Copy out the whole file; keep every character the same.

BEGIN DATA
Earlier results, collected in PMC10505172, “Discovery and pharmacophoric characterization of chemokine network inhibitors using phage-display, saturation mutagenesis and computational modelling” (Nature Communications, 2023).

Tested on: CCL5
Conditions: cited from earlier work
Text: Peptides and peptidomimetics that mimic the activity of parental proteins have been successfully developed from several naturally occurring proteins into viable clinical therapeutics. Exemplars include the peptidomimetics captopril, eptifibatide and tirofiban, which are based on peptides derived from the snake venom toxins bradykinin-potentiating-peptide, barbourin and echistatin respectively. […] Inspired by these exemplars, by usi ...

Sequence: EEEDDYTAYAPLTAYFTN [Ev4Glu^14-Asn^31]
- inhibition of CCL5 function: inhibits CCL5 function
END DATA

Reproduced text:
Earlier results, collected in PMC10505172, “Discovery and pharmacophoric characterization of chemokine network inhibitors using phage-display, saturation mutagenesis and computational modelling” (Nature Communications, 2023).

Tested on: CCL5
Conditions: cited from earlier work
Text: Peptides and peptidomimetics that mimic the activity of parental proteins have been successfully developed from several naturally occurring proteins into viable clinical therapeutics. Exemplars include the peptidomimetics captopril, eptifibatide and tirofiban, which are based on peptides derived from the snake venom toxins bradykinin-potentiating-peptide, barbourin and echistatin respectively. […] Inspired by these exemplars, by usi ...

Sequence: EEEDDYTAYAPLTAYFTN [Ev4Glu^14-Asn^31]
- inhibition of CCL5 function: inhibits CCL5 function